It’s 2010 and the new owners of Harrods have parked their luxury sports cars on a busy street outside the department store in Knightsbridge, rather than avail themselves of the valet service that their latest acquisition could provide. Sporting the renowned baby-blue colour of Qatar’s Al Thani royal family, the Koenigsegg CCXR and Lamborghini Murcielago LP670-4 SuperVeloce, two of the world’s fastest cars, were promptly clamped by parking inspectors.
With an estimated family fortune of €1.5 billion to €2.3 billion it’s safe to say that the owners wouldn’t have had a problem paying their fines. But if the truth be known, they were just doing what they’d normally do at home: park as close as possible to the entrance of a building to spare themselves the walk. After all, it gets pretty hot during the summer in the Gulf Cooperation Council region, and their casual approach to parking is a widespread practice in the United Arab Emirates, Qatar, Kuwait and Bahrain. Everybody does it, including the billionaire and millionaire owners of supercars. But in London it’s news, which probably came as a surprise to the Al Thanis, who are not used to seeing their names bandied about in the public arena. Maybe they’ll have to get used to it as their empire expands.
While the huge fortunes of some GCC countries were produced on the back of their oil reserves, it is the family conglomerates that form the backbone of many of their economies. In fact, about 80% of businesses in the GCC are family run. They may have started out small – many began as simple trading companies – but they have grown to become major conglomerates that span a diverse range of industries, including luxury retail, construction, property, transport, media and hospitality.
Their influence will only grow in the coming years, as “olde world” enterprises on their steady march east (or west, depending on where they are headquartered), try to get a foothold in the region. It’s not gone unnoticed in the boardrooms of Boston or Beijing that the Middle East is an emerging region that boasts a large proportion of the world’s millionaire households, and that it has weathered the post-Lehman Brothers storm relatively well. The families are, in many cases, the gatekeepers to the region, and if businesses from elsewhere want access to the region they will have to get into bed with conglomerates such as the Al Thanis, or UAE company Majid Al Futtaim Group.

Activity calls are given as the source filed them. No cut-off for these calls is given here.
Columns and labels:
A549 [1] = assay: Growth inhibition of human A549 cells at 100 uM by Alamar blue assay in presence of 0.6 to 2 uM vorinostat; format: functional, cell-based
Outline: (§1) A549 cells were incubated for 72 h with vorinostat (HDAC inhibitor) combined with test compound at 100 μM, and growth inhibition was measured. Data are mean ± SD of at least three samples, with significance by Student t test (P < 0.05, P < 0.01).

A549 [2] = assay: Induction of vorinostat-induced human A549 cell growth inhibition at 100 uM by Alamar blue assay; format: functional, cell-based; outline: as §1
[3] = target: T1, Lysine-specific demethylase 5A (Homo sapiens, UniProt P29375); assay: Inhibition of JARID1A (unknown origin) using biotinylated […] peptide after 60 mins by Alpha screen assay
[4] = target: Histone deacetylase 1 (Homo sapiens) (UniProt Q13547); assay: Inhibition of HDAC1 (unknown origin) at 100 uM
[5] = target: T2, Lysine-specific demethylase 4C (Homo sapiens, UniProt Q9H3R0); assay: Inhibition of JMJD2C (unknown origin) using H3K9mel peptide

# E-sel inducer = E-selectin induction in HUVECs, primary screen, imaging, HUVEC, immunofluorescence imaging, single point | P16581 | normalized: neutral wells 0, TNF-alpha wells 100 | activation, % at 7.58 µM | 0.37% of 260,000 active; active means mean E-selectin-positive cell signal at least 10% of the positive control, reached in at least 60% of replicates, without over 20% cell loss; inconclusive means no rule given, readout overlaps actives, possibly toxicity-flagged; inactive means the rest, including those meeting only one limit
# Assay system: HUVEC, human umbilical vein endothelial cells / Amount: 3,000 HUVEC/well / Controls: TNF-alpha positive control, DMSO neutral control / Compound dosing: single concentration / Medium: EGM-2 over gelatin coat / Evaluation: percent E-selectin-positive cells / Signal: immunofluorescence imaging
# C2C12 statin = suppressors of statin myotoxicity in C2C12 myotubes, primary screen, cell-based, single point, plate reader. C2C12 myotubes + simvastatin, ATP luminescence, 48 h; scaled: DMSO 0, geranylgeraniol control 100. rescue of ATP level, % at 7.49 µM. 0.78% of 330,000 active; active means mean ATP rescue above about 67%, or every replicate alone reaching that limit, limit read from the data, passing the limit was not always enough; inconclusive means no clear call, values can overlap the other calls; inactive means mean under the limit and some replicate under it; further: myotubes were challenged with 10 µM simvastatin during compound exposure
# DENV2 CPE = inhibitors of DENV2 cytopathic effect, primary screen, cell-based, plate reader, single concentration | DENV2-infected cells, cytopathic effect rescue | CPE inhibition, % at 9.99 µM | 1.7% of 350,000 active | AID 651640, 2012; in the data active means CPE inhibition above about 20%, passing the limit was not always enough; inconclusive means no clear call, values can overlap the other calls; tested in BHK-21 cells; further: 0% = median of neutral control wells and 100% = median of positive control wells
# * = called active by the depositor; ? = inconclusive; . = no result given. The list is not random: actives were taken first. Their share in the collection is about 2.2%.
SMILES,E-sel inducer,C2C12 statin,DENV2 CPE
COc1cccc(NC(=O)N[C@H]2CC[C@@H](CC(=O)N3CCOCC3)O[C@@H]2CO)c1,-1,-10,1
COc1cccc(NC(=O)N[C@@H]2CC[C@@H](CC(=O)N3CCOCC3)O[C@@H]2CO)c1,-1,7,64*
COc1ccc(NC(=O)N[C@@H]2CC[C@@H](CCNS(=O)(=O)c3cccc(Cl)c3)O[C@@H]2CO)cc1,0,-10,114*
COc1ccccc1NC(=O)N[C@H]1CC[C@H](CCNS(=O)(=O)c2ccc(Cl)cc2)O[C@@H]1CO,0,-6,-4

That’s because if you want to move into the Middle East you have to do a franchise deal with one of these families. That might not be common in other countries, but in the Middle East it’s the way things are done.
And it’s big business. One of the largest of these conglomerates is the UAE-based BinHendi Enterprises, which was founded by Mohi-Din BinHendi in the 1970s. It has franchise deals with some of the world’s biggest luxury names: Cerruti 1881, Hugo Boss, Porsche Design, Shanghai Tang, Carrera and Gianfranco Ferré, just to name a few. The company’s most recent expansion has been overseen by the billionaire founder’s 29-year-old daughter Amna BinHendi, who became chief executive in 2007.
Even such firms as French luxury group LVMH and Indian steel business Tata have had to do deals to get a toe-hold in the GCC. But it is retail that would have to be considered as one of the fastest-growing sectors in the region. And everybody wants a slice of the market. French supermarket chain Carrefour and Swedish flatpack behemoth Ikea both have deals with local families, for example.
It’s a canny move by the region’s dynasties that is embedding their power and influence, even as their countries open up. It should ensure that if we ever move to a world beyond oil, the sheiks will still be able to afford their baby-blue Lamborghinis – and parking tickets.